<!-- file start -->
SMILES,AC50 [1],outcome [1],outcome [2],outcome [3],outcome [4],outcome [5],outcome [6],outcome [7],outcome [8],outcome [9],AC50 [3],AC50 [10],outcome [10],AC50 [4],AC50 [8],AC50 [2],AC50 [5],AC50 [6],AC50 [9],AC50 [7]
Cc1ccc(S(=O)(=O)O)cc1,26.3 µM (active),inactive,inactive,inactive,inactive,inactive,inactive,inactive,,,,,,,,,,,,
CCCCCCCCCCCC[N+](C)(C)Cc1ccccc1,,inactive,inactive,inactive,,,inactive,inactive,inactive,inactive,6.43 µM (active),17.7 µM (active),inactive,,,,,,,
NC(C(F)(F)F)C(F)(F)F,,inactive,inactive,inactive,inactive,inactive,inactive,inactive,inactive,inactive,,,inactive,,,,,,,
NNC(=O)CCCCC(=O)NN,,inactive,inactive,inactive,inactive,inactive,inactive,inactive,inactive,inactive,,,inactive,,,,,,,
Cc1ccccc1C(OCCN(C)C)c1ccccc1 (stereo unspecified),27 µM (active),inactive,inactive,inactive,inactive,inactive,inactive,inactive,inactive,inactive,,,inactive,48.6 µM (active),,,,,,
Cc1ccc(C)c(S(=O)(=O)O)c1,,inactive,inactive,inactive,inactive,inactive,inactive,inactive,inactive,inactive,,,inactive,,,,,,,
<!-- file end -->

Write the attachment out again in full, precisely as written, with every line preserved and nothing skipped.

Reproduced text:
SMILES,AC50 [1],outcome [1],outcome [2],outcome [3],outcome [4],outcome [5],outcome [6],outcome [7],outcome [8],outcome [9],AC50 [3],AC50 [10],outcome [10],AC50 [4],AC50 [8],AC50 [2],AC50 [5],AC50 [6],AC50 [9],AC50 [7]
Cc1ccc(S(=O)(=O)O)cc1,26.3 µM (active),inactive,inactive,inactive,inactive,inactive,inactive,inactive,,,,,,,,,,,,
CCCCCCCCCCCC[N+](C)(C)Cc1ccccc1,,inactive,inactive,inactive,,,inactive,inactive,inactive,inactive,6.43 µM (active),17.7 µM (active),inactive,,,,,,,
NC(C(F)(F)F)C(F)(F)F,,inactive,inactive,inactive,inactive,inactive,inactive,inactive,inactive,inactive,,,inactive,,,,,,,
NNC(=O)CCCCC(=O)NN,,inactive,inactive,inactive,inactive,inactive,inactive,inactive,inactive,inactive,,,inactive,,,,,,,
Cc1ccccc1C(OCCN(C)C)c1ccccc1 (stereo unspecified),27 µM (active),inactive,inactive,inactive,inactive,inactive,inactive,inactive,inactive,inactive,,,inactive,48.6 µM (active),,,,,,
Cc1ccc(C)c(S(=O)(=O)O)c1,,inactive,inactive,inactive,inactive,inactive,inactive,inactive,inactive,inactive,,,inactive,,,,,,,